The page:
Queer Style offers an insight into queer fashionability by addressing the role that clothing has played in historical and contemporary lifestyles. From a fashion studies perspective, it examines the function of subcultural dress within queer communities and the mannerisms and messages that are used as signifiers of identity. Diverse dress is examined, including effeminate 'pansy,' masculine macho 'clone,' the 'lipstick' and 'butch' lesbian styles and the extreme styles of drag kings and drag queens. Divided into three main sections on history, subcultural identity and subcultural style, Queer Style will be of particular interest to students of dress and fashion as well as those coming to subculture from sociology and cultural studies.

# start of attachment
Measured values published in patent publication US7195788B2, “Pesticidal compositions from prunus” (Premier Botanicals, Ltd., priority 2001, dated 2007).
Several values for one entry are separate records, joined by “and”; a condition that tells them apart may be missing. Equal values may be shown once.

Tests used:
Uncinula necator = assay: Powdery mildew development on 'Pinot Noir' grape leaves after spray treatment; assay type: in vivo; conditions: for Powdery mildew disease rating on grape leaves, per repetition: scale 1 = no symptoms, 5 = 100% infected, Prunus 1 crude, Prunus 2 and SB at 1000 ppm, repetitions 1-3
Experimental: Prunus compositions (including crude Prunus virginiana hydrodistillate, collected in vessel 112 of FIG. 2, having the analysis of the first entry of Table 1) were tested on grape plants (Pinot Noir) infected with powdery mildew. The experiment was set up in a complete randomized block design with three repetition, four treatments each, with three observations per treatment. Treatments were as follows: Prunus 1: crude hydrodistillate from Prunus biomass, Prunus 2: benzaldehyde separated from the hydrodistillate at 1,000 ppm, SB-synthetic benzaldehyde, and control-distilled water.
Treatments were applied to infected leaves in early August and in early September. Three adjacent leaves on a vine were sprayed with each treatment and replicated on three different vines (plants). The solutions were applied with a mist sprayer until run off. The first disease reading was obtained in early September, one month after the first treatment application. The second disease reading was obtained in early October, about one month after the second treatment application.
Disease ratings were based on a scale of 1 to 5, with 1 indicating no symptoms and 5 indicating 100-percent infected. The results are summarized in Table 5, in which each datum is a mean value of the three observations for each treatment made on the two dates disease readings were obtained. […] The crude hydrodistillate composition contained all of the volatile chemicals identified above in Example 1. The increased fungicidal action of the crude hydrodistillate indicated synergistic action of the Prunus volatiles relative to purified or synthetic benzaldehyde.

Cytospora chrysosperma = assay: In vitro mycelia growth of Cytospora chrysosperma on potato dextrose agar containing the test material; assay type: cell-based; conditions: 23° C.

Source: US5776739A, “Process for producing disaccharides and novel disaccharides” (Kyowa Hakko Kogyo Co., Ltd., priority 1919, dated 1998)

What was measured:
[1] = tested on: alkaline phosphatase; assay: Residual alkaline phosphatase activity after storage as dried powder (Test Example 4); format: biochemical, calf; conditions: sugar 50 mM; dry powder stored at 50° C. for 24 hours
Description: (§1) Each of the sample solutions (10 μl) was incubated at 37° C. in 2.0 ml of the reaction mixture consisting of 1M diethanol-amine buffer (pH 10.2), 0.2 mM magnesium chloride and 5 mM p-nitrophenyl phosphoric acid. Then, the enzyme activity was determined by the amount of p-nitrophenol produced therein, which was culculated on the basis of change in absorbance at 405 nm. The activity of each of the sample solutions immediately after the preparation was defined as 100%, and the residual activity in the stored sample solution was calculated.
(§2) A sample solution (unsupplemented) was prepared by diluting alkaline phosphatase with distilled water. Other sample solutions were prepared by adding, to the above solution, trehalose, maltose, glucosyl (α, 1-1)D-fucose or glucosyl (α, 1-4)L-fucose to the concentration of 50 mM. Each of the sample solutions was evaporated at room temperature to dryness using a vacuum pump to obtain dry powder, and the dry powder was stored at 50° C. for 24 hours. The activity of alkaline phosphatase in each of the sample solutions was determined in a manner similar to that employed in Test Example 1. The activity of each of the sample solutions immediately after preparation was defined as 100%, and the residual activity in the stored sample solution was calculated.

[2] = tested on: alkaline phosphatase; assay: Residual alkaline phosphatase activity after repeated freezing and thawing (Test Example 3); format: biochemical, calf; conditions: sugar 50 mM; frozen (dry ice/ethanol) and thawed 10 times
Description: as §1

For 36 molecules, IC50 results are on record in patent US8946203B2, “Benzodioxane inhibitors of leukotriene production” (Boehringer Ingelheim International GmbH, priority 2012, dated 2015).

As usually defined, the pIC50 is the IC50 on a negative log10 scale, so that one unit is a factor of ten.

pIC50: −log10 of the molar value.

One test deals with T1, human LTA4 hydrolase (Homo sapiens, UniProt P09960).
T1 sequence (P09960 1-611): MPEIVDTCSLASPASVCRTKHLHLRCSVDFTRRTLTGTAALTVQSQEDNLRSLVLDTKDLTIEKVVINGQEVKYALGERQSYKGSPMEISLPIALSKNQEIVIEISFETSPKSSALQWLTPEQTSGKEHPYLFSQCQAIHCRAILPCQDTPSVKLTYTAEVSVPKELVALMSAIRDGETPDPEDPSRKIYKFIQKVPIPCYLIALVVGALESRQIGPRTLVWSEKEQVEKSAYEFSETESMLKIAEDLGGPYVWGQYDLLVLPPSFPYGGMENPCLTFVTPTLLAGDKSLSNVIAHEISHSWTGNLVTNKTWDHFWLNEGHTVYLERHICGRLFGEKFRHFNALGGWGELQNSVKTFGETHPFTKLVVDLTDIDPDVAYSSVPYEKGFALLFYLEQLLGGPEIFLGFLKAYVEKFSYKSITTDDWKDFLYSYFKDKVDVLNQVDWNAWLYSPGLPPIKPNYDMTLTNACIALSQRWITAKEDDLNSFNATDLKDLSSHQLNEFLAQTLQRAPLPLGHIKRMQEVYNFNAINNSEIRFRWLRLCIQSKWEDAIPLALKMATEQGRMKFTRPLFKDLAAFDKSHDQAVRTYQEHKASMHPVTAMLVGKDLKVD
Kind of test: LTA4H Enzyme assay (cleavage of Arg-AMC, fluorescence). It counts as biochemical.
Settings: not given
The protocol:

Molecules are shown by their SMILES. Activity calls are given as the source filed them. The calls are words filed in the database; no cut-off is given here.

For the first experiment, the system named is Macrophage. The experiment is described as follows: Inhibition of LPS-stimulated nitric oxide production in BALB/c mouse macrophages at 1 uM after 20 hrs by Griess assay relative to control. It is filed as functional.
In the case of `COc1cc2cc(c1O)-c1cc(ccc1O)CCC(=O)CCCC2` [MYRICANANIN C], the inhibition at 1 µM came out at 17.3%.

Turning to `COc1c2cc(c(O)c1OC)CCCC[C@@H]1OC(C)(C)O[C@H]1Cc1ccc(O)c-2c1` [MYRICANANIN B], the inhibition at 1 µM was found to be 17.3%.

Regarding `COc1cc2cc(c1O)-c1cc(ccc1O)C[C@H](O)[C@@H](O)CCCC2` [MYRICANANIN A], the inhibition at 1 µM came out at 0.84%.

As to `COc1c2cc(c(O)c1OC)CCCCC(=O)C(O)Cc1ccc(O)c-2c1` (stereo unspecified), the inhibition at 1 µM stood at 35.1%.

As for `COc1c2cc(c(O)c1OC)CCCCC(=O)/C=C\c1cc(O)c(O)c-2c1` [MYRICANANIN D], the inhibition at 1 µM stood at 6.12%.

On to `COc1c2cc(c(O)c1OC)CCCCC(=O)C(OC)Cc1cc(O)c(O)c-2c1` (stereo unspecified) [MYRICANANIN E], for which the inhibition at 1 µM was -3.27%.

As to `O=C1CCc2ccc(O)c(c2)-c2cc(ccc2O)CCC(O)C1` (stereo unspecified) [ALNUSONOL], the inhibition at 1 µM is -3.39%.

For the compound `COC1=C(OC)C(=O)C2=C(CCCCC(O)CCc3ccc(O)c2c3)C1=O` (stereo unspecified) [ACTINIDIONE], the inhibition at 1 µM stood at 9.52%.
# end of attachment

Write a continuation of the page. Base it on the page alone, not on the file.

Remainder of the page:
Popular historian Thaddeus Russell offers a highly provocative and absorbing new perspective on America's history that will turn convention on its head and is sure to elicit as much controversy as it does support. Russell shows that drunkards, laggards, prostitutes, and pirates were the real heroes of the American Revolution. Slaves worked less and had more fun than free men. Prostitutes, not feminists, won women's liberation. White people lost their rhythm when they became good Americans. Without organized crime, we might not have Hollywood, Las Vegas, labour unions, legal alcohol, birth control, or gay rights. Zoot-suiters and rock-and-rollers, not Ronald Reagan or the peace movement, brought down the Soviet Union. And Britney Spears will win the war on terror. The more that 'bad' people existed, resisted, and won, the greater was our common good. In A RENEGADE HISTORY OF THE UNITED STATES, Russell introduces us to the origins of America's identity as we have never seen it before.